The Golden Mile is the land between Beach Road and Nichol Highway where the Golden Mile Complex and Golden Mile Tower are situated. In the 1960s, the area was overrun by squatters, and the government gave the land this name with plans to significantly redevelop it.
In the development stage, the Golden Mile Complex was meant to be a revolutionary addition to the Singapore skyline. With its location along the Kallang Basin, the government’s plan was to build a mixed-use building – one of the first of its kind that would have shops, apartments, and offices together. The Golden Mile Complex was completed in the early 1970s, and in its early years, it was well received. The residences were in high demand, and the staggered design of the building meant that each place had a balcony that opened to unblocked views of the sea.
Two decades later, opinions about the Golden Mile Complex were strongly divided. Following a fire in 1995, police reports of fights breaking out nearby, and the general disrepair of the building, politician Ivan Png famously referred to the Golden Mile Complex as a ‘vertical slum.’ The fact that many of the tenants would repair their balconies with corrugated metal or patch boards did not help its growing reputation as being one of Singapore’s biggest eyesores.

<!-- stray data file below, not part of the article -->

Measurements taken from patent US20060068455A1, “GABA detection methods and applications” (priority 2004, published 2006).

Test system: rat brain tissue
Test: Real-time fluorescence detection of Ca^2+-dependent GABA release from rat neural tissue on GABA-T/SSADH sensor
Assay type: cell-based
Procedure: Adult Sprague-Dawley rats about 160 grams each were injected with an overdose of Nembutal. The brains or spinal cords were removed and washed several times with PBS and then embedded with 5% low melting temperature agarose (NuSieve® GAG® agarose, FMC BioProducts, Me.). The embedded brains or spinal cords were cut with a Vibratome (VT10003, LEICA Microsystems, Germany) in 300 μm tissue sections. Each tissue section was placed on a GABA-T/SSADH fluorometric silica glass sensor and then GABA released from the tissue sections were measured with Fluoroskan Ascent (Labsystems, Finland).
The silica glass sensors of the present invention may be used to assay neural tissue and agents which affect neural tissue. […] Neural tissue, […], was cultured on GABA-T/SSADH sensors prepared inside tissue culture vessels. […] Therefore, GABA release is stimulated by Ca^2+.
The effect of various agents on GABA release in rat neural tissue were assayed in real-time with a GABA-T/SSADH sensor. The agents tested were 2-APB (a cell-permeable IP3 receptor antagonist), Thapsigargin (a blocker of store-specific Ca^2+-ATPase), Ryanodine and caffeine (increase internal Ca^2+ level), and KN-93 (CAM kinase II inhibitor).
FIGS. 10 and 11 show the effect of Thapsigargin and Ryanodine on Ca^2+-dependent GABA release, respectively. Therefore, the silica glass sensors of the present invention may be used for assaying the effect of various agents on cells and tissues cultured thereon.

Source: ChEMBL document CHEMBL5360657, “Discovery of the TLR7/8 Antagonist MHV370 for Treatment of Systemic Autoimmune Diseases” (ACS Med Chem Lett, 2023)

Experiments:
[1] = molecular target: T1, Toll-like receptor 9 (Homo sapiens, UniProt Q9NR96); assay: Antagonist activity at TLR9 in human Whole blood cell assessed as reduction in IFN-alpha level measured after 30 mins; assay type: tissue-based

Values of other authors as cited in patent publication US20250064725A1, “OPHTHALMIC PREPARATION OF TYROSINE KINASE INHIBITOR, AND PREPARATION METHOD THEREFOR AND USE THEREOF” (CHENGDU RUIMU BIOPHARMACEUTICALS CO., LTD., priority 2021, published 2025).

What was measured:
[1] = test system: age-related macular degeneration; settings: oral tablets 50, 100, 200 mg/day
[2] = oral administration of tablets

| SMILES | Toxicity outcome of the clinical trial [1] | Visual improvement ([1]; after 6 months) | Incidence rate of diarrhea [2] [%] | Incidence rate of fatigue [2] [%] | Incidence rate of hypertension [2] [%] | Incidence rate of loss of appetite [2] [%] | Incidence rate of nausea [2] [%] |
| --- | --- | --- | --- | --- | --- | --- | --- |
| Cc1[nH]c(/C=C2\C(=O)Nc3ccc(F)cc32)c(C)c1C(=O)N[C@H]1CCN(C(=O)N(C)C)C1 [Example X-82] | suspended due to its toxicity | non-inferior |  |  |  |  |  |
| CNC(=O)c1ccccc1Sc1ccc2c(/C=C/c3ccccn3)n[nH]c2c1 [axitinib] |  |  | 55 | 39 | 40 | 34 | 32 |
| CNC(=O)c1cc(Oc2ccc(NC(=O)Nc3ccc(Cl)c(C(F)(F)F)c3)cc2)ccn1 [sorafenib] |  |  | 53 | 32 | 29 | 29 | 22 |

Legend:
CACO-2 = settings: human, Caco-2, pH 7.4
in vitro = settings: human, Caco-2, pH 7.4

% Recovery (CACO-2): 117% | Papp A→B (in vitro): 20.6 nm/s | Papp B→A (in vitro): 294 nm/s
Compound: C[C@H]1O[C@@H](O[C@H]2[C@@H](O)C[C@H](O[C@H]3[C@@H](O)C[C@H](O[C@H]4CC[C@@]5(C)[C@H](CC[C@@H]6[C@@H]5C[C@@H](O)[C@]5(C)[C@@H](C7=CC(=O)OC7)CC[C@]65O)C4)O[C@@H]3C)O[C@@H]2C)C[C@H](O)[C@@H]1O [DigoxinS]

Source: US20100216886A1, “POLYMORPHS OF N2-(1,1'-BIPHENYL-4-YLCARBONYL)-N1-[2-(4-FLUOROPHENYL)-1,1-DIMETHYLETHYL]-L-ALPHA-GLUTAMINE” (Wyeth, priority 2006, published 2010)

Today, the Golden Mile Complex has become very popular with the Thai community and is sometimes referred to as Little Bangkok. The present-day makeup of the retail space reflects that trend with the Golden Mile Complex home to Thai nightclubs, restaurants, and a large Thai and Vietnamese grocery store. It also caters to many tour bus companies, with buses constantly leaving for Malaysia. Opinions about what to do with the Golden Mile Complex are still contentious, even among owners. There have been several attempts to sell the building; however, disagreements between the residential, corporate, and retail owners have prevented these sales from going through.
Connected to the Golden Mile Complex is Golden Mile Tower, though its history is considerably less exciting than its neighbor. Its brutalist design is also more at home in the city-state as it was an architectural style popular when the building was erected in the 1970s. Previously used for corporate offices and retail space, today, the Golden Mile Tower has more vacancies on its higher floors than tenants, and a stroll through the hallways of the mall shows that many of the old shops have been permanently shuttered. However, The Projector, an independent cinema that took over the top floor of the Golden Theatre, is helping to rejuvenate the area among young Singaporeans and film lovers.